The Impostor Syndrome cartoon

Whiling away yesterday morning at the CA DMV in Redwood City — being shepherded by caregiver Erick Barros through the process of renewing my senior ID from the state of California, which involved an interview and then a new photo — I entertained Erick with a retelling of the Jules Feiffer Impostor Syndrome (IS) cartoon as I recalled it, because our conversation had wandered onto the IS and because the joke that’s the hinge of the cartoon plays with ambiguity in a surprising, and especially satisfying, way.

Today I’ll just re-play the account in my 10/30/14 posting “Impostor Syndrome” and (exploiting the resources of OED3) unpack that joke into the lexical items that make it tick.

(It turns out that the cartoon has been described elsewhere (in cartoonist Dave Sim’s account of his conversation with Feiffer about an Irwin Corpulent cartoon of Feiffer’s), as having a very different resolution for the IS story. Four solid hours of searching through the materials available to me — including every damn cartoon in Feiffer’s thick volume Explainers: The Complete VILLAGE VOICE strips (1956-66) — did not, alas, produce an actual IS cartoon, neither the one I recollected nor the one Sim recollected. That search goes on.)

From my 2014 posting.

My long-time friend (and sometime collaborator) Steve Isard [Stephen D. Isard], a multi-talented researcher, used to carry in his wallet a cartoon (by, I think, Jules Feiffer) which featured an [Impostor Syndrome] sufferer haunted by the belief that “Some day they’ll find you out and take it all away”. Eventually it happened: the ominous They found him out (of the office) and proceeded to take everything in the office away. Steve found it reassuring.

The hinge joke. Turning on find you out ‘discover that you are a fraud’ …  found him out ‘discovered that he was away from home’. From OED3 (Dec. 2016) on the verb find:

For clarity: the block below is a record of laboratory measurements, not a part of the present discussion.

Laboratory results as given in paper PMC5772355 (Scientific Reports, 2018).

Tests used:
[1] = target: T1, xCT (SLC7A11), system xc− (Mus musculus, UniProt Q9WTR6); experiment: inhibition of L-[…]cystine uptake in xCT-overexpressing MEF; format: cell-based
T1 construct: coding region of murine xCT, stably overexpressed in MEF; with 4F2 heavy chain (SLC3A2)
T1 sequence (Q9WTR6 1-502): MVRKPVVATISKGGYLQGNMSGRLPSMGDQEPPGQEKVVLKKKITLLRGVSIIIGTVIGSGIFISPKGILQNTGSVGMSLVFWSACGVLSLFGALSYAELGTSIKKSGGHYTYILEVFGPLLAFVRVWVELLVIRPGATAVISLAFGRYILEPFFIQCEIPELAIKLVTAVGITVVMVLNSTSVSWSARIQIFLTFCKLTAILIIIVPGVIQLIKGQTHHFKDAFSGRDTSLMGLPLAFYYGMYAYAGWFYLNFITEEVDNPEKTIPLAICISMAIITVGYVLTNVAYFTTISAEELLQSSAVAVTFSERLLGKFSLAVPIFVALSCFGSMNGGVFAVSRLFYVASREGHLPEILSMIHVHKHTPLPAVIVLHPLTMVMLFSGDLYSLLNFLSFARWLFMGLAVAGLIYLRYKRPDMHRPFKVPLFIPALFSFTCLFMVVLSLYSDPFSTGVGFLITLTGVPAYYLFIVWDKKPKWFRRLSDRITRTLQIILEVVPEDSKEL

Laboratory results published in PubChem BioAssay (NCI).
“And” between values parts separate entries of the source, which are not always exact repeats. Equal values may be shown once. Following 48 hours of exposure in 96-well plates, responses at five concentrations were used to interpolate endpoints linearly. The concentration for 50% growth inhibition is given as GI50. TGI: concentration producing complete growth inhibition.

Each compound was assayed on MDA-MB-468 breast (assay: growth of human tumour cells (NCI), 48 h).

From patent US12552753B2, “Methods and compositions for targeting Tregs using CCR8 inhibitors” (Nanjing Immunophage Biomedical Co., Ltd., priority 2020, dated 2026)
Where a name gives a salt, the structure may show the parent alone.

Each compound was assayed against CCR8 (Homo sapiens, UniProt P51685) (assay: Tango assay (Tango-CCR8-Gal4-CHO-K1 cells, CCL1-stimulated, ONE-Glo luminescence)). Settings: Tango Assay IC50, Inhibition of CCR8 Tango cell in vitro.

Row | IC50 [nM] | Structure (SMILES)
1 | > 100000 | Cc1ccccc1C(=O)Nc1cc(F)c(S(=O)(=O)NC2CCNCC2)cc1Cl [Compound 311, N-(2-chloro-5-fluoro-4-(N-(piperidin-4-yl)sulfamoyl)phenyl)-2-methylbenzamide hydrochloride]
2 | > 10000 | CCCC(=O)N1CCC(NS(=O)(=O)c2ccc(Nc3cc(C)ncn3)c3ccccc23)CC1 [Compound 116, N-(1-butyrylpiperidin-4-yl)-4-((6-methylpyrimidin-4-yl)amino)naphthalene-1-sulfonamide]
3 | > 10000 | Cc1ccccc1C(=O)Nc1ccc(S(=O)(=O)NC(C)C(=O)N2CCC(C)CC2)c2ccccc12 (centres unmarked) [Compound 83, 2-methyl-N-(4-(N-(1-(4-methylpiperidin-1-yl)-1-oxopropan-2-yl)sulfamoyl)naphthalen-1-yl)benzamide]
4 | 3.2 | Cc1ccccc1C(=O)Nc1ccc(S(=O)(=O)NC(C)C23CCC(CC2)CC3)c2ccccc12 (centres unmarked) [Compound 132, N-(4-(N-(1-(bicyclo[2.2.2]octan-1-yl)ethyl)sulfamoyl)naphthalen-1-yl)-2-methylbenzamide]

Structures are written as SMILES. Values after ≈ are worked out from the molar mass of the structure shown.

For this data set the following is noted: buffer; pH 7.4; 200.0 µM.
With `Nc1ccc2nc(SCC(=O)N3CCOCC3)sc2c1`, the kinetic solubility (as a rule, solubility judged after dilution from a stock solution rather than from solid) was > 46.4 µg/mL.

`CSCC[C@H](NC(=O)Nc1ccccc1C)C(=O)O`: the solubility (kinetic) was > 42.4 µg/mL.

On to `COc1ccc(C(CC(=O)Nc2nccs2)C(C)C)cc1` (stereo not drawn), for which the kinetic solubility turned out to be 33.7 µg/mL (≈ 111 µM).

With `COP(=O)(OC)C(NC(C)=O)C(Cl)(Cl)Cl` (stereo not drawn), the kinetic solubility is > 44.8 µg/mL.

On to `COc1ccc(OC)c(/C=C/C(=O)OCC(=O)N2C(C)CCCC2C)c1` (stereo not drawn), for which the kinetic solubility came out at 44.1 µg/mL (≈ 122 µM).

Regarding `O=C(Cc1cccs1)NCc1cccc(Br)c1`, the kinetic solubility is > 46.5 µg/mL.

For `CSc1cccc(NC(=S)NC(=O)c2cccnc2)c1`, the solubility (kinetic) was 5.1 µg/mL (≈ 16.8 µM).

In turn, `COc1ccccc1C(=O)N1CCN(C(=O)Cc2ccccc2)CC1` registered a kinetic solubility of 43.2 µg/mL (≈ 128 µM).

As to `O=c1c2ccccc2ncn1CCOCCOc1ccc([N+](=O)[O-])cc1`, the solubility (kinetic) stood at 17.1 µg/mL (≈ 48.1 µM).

Phrasal Verbs 4. transitive. To detect (someone) in an offence; to detect, discover (a fraud, etc.); to penetrate the disguise of, discover the identity or true character of. [1954 M. Connolly Mr. Blue “It is because most of us are such poseurs to ourselves that we so readily find a poseur out.”]

Similarly: find you out ‘discover that you are a fraud’.

Then in the main entry:

I. To come upon by chance or in the course of events. 1. a. To become aware of, come into contact with, or get possession of, in the course of some activity; to come across, meet with, light upon, discover. … (b) transitive. With object and complement (adjective, participle, or adverbial phrase).

A significant example for (b): 1895 T. Hardy in  Harper’s New Monthly Mag. “When they awoke the next morning they glanced into Sue’s nook, to find it still without a tenant.”

That’s find ‘discover’ + a “small clause” complement, the complement consisting of a subject + a predicative complement: find it still without a tenant ‘discover that it was still without a tenant’

Similarly: found him out ‘discovered that he was away from his home base’ (with the adverb out ‘away from home’ (NOAD, with the example he’s gone out))

Then, in synch with the switch from discovering your fraudulence to discovering your being out of the office, the phrasal verb take away is understood, first, as depriving you of intangible possessions (your reputation, your good name, your standing in society), that is, as shaming you; but then, as depriving you of material possessions (the furniture in your office). The same phrasal verb of deprivation, but applying to different sorts of things.


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